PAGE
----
The National Human Rights Commission of Sierra Leone (HRCSL) over the weekend concluded a retreat for a strategic plan for the commission at its Wellington Street office in Freetown.
The brainstorming exercise was to analyze the situation in relation to human rights in Sierra Leone, discuss the elements of a vision and mission and articulate values for the HRCSL, and to identify and discuss programme priorities for the commission’s strategic plan.
The meeting was attended by commissioners, civil society groups, the government, human rights organizations, consultants and the media.
The commission, which is a year old, reported that it was able to start the monitoring of human rights and its promotion immediately after it was set up.
They were able to advise government on human rights issues and on legislations; they are currently recruiting more staff to stabilize the full operations of the commission and that they were able to maintain local and international interactions.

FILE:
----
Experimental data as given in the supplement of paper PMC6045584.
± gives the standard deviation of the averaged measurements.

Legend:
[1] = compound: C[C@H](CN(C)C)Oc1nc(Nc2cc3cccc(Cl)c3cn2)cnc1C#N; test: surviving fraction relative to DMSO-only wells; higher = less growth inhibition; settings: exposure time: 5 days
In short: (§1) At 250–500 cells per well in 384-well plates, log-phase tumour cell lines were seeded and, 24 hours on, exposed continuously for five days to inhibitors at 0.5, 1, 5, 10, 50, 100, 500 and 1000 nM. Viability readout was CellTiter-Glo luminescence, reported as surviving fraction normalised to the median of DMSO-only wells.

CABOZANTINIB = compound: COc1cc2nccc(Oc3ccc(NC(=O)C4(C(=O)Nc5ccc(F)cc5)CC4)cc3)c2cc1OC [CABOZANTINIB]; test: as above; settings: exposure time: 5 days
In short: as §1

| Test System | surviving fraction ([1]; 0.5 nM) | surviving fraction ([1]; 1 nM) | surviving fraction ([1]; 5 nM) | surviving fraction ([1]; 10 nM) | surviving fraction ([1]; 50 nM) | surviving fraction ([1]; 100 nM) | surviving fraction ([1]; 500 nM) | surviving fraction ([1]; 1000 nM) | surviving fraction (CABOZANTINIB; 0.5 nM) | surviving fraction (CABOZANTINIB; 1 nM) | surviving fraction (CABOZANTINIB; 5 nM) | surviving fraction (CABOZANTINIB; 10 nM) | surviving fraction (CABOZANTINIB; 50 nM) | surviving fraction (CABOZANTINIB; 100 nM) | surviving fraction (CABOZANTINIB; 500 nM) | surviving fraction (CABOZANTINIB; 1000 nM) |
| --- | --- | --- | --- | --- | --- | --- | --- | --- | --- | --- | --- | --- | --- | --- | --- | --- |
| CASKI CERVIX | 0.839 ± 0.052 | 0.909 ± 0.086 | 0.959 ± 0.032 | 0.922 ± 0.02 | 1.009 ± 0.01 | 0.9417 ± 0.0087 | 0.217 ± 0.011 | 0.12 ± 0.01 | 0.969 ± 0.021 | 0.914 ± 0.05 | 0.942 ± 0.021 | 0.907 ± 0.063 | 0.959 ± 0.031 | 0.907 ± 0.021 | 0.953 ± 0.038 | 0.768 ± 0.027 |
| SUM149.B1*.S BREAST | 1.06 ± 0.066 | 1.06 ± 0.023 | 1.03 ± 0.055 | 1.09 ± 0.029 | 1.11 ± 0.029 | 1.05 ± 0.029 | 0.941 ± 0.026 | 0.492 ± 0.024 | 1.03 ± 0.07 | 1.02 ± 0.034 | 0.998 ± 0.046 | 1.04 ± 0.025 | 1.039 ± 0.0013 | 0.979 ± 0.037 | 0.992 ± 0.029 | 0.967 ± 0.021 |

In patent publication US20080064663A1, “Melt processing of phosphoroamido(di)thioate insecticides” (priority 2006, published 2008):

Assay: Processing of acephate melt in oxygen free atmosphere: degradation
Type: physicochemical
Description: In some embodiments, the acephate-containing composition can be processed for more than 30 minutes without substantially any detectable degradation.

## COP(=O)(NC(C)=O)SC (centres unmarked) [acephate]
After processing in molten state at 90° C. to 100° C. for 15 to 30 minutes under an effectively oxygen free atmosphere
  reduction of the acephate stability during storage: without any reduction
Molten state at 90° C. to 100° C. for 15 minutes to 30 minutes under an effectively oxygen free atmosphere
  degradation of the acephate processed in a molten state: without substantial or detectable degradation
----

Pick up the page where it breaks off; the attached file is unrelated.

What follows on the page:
The strategic planning group made several suggestions which it defined as ‘expectations’. And key among these expectations were to set up a commission that would be impartial and decentralized; develop a data base of violence all around the country; develop strategic partnership with both local and international organizations; to develop a communication and dissemination strategy; address systemic violations, advocate for social and economic and cultural rights.
These expectations were prioritized and the priorities were also ranked and developed into the goals of the commission.
The report from this strategic meeting would be the basis for a five-year strategic plan.
The commission, which comprises five commissioners, was established as an independent national human rights institution.